I saw it on the web site. Must be true.

I posted this yesterday on our web site.  Thought I’d share it here, too.

Dear Friends:

I just wanted to use this forum to speak to our loyal listeners and members as I prepare to end my time at NIPR. While it would be wonderful to make personal contact with each person that supports our organization, to thank you for your support and involvement, that just doesn’t seem to be practical.  I have shared with our staff, board, community advisory board and others with close connections to the station that I am planning to leave my position as GM here a bit later this fall, no later than December 1.

Changes are always challenging but NIPR has a magnificent staff (and volunteers) that will be just fine.  I’m quite certain that an accomplished, passionate professional will be found to sit in the GM chair and that the great plans that we’ve made will continue forward.  I’m feeling as if my contribution has been made and that someone else may very well be able to step in and move the cause forward from this point.

We have made some difficult decisions that I, along with our board, stand behind. I have also been so privileged to be part of adding some exceptional programming elements to our days. The board has formed a search committee and has started the important work of filling the position.

We are all grateful for those of you who have reached out to offer encouragement and support, and when needed, constructive criticism.

It has been a true privilege to serve in this organization.

Many thanks,

Joan

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This Sunday. In the Park. Jazz.

Events are not my favorite thing, from a business vantage point, but Sunday in the Park with Jazz is a whole different story.  Because there isn’t a business model, really.

It’s a day that’s not about making money, although we are so grateful to our generous corporate sponsors whose support means that we end up with black ink instead of red.  It’s a day that’s all about listening to awesome local live music in a truly remarkable downtown setting with no tickets, only open gates.  It’s about families with blankets and strollers and juice boxes and all kind of folks riding their bikes and senior jazz fans hearing their favorites (and new stuff) while they read the Sunday paper and everybody just kicking back on a Sunday afternoon.

It’s about a group of people who may not have a lot in common, but share a love of live performance and sunny Sunday afternoons and many who value public radio and like to be wherever we are.

We love it because it’s a great time for us to talk to our listeners and members and people who may not ever listen to us, but want to learn about what we have to offer. And it’s a chance for listeners to ask questions, about changes here, about future plans, about what’s down the road for NIPR.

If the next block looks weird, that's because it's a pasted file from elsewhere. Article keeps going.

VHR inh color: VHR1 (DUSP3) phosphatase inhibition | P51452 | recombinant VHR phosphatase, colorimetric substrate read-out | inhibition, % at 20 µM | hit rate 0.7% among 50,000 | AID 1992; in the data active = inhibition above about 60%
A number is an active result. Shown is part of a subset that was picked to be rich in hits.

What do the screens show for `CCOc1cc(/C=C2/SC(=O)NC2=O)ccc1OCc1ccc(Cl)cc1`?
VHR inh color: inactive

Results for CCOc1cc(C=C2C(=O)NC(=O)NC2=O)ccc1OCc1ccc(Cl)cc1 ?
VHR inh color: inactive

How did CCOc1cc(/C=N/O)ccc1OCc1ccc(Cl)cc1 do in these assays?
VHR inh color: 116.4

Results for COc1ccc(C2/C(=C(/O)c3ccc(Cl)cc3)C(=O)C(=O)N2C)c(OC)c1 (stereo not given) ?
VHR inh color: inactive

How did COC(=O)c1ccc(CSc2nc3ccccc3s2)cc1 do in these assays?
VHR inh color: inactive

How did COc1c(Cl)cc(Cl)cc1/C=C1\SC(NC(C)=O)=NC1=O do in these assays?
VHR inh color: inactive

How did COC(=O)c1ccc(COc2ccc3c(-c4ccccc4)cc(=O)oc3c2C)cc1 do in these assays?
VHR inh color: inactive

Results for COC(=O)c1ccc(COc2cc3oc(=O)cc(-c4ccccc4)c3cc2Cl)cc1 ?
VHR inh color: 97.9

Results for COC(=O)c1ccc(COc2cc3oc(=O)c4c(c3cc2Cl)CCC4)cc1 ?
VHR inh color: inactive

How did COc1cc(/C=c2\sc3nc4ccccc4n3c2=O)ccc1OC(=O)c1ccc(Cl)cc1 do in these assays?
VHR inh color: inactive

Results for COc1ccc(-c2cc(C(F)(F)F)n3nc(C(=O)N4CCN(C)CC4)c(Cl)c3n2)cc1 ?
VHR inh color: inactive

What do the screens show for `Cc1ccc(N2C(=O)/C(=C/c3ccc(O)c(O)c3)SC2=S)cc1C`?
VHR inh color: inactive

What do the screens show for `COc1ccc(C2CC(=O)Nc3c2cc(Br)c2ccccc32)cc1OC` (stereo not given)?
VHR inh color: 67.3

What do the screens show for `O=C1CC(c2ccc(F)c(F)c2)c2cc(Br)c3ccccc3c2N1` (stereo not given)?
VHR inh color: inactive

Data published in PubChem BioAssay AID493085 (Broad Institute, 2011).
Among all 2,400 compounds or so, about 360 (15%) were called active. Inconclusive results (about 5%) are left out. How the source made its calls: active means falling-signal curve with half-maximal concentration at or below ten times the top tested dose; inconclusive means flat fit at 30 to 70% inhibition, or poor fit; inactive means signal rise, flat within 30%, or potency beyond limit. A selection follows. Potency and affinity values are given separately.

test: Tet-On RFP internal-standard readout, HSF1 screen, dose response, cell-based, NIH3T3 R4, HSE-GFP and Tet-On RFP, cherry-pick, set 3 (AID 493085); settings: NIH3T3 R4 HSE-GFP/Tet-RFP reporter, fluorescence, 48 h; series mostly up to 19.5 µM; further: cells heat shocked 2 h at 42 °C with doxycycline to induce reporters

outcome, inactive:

The fun happens at Headwaters Park – West Side. Our great friends from Club Soda and Dawg’s Dogs will be back and for a few dollars you can buy a great late lunch or early supper – or both.  We’re going to have a “garage sale” of too-much-fun NIPR “prize closet”items as well as some extraordinary jazz vinyl donated by a friend of the station, with all proceeds benefitting NIPR.

But the most important piece, the music, is going to be over the top.  The Todd Harrold Band, Northeast Indiana Jazz Workshop, The Mark Van Cleave Orchestra, and Groove Caravan will all be playing during the afternoon and if you know anything about these groups, you know that there’s going to be BIG music.

It’s going to be a memorable afternoon and we hope you’ll join us.  If you need more info, give Lea a call at 452-1189.

See you there,

Joan

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Filed under Community, Good Times

On Andrew, PHIL, and what happens next.

Andrew Constantine is an easy interview, folks.  And informative. And fun.

Andrew, in case you’ve not been keeping up with culture, is the new music director at the PHIL and their 2010-2011 season begins tonight.

I’ve been watching PHIL opening nights for a lot of years and there is a wonderful excitement all around this one. They will be playing Barber’s Adagio, just like they did nine years ago, and for those of us that were there on that opening night, I’m guessing it will bring back the unbelievable feeling that we had being in that place, at that time, with that music.  But the rest of the program is spine tingling, too.  Get a ticket. Be there. (Oh, it starts at 6pm. If you show up at 8, well, it will be over.)

Phil Shaull and I talked with Andrew in the studio on Thursday and then excerpted pieces of that for broadcast in a couple of places. Including WBOI. Conversations about organizations like the PHIL and people like Andrew belong there, too.